The Pepsi Center is a multiuse facility that hosts the Denver Nuggets, Colorado Avalanche, and the Colorado Mammoth NLL (lacrosse) team as well as numerous concerts and shows throughout the year. The Pepsi Center opened in 1999 and remains a state of the art venue 16 years later. It has three levels of seats and two suite levels. The Pepsi Center catches the fan and any architecture lover's eye right away. It combines soft curves and an overall elliptical shape, contrasting them with sharp triangle-like protrusions that are made up of hundreds of windows - creating awesome glass facades, giving everyone a "wow" sensation when it is admired from close or afar.
The Denver Nuggets have played at the Pepsi Center since 1999 but have a long history with the ABA and NBA. The Nuggets began play in 1967 in the now defunct ABA under the name “Aurora Larks.” After one season, they changed their name to the Denver Rockets until 1974. Just imagine if that name had stuck today. The Rockets had modest ABA success with multiple playoff seasons but early exits each year. Under the new Nuggets name, they made the ABA finals in 1976 before losing to Julius Erving and the New York Nets.
NBA success for the Nuggets has been varied. There have been some periods where the Nuggets make the playoffs multiple years in a row as well as years of continued struggles. The Nuggets have made three western conference finals and lost all three. The franchise record for wins in a season is 57 during the 2012-2013 season but that year ended like so many other Nuggets playoff runs; a first round loss.
The FANFARE scale is our metric device for rating each stadium experience. It covers the following:
Each area is rated from 0 to 5 stars with 5 being the best. The overall composite score is the "FANFARE Score".
The food options at the Pepsi Center vary on which seating level you are on. All seating levels have the obligatory stadium fare such as hot dogs, hamburgers, nachos, etc. This type of food is priced around the norm for stadium food. Snacks such as pretzels, candy, and popcorn are found at multiple spots throughout the stadium. One change from the basics that I think is a downgrade is Marcos Pizza taking over the Old Chicago stands. While Marcos Pizza is good, it is not worth the seven dollars a slice charged here. The best value for a basic food item is a cheesesteak priced at $7.50. This sandwich has plenty of steak in it and I seem to always have pieces in the wrapper after I am done eating it. Throw in a side of onion rings for $3.75 and you have yourself a tasty meal. Another value item is a kids pack. For five dollars, kids have the choice of a burger or hot dog plus a small drink. I haven't seen one of these ordered but in stadium pricing terms, two items for five dollars is a steal.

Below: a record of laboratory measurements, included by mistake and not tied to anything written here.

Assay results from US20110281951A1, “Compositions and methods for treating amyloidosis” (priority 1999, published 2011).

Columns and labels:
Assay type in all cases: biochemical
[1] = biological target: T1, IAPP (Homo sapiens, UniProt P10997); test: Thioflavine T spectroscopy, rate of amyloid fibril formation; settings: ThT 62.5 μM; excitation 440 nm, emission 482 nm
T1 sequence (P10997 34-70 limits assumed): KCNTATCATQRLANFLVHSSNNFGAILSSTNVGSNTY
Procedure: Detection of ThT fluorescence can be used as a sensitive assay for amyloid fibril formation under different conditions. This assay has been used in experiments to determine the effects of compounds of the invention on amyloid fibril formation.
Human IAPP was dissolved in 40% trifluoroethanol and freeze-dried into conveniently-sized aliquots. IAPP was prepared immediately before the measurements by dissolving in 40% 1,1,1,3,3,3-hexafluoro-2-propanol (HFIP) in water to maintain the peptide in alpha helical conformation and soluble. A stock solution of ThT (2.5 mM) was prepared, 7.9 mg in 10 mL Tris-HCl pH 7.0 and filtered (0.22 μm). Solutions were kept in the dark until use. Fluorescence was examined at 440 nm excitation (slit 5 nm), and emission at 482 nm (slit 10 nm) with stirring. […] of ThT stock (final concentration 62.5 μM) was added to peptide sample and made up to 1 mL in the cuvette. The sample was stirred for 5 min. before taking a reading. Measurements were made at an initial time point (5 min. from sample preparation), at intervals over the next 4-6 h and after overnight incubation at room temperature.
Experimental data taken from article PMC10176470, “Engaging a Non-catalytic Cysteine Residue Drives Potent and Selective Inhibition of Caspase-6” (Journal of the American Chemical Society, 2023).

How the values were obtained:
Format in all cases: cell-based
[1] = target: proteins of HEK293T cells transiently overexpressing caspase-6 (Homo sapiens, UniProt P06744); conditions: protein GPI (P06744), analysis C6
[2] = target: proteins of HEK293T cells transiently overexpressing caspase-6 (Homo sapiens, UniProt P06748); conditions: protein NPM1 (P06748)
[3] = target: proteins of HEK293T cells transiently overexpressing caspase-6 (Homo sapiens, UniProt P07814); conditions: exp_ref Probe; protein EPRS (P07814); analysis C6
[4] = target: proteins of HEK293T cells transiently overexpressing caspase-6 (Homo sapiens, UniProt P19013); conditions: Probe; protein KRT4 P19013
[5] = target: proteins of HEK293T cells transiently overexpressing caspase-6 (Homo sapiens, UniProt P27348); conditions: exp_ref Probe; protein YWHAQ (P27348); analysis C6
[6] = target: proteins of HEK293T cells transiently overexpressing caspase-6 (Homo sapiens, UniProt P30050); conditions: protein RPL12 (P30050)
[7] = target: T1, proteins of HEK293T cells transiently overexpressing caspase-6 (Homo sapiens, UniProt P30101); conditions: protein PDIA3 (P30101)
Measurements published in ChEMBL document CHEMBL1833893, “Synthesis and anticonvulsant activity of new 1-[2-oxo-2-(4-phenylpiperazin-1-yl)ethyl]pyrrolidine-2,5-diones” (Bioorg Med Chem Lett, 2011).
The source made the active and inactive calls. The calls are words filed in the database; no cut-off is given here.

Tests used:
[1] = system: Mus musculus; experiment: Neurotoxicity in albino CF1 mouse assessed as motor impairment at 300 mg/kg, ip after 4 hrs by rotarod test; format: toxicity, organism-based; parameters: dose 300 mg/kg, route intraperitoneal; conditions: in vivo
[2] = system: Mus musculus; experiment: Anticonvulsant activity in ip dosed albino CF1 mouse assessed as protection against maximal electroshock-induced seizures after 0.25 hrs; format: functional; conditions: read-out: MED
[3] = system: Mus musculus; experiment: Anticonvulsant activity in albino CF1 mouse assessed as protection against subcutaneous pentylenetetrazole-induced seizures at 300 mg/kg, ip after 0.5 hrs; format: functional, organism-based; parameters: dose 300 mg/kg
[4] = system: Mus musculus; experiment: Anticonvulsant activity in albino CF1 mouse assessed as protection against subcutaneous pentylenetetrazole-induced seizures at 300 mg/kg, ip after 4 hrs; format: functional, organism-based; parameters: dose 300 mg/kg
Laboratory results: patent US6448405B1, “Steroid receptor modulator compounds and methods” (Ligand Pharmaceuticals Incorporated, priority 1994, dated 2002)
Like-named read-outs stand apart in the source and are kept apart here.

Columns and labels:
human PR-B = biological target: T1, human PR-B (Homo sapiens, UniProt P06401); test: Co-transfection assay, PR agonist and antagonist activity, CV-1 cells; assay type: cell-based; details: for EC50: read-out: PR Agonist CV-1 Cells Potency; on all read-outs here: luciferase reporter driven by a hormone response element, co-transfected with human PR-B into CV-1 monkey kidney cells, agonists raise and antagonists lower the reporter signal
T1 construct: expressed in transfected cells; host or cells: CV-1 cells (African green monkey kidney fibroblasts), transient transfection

Some of the better items are downstairs on the main concourse. There is a chicken and waffles stand on the lower level which is quite popular. A baked potato stand offers a filling meal at a reasonable seven dollar price. Many more of the stands are open downstairs vs. upstairs where some stands may be closed depending on the amount of people at the game.
Pepsi Products are served here which is no surprise given the name of the arena. Prices run from $4 to a $7 souvenir cup. Domestic beer such as Budweiser products are served for $7.50. There are plenty of drink choices around the stadium and most are slightly below NBA average. The JP Wisers club on the lower level is quite popular with fans. Solo beer carts and beer vendors are available to sell their products away from concession stands here which makes concession lines go quick during stoppages of play.
Where the food and drink get interesting are at the Pepsi Center's in-house bar (Blue Sky Grill) and restaurant (The Ridgeline). Both of these special destinations are located within the club level although The Ridgeline can be accessed by any fan within five minutes left in the game. The Ridgeline offers a full and unique menu with a long wine list as well. Plus, The Ridgeline has many micro brew options for the more picky beer drinker and it features its own patio in case a fan needs to step outside for some fresh air. Blue Sky Grill is a full service bar and restaurant that focuses on Western cuisine, including buffalo tenderloin, buffalo rib eye and ribs. The regular food and drink stands have a short wait time. One of the highlights is a carvery station where you can get a sandwich and a choice of chips or pasta salad.
The atmosphere at a Denver Nuggets game is fun and family friendly. There are numerous games and things on the scoreboard to keep the fans entertained during breaks in action.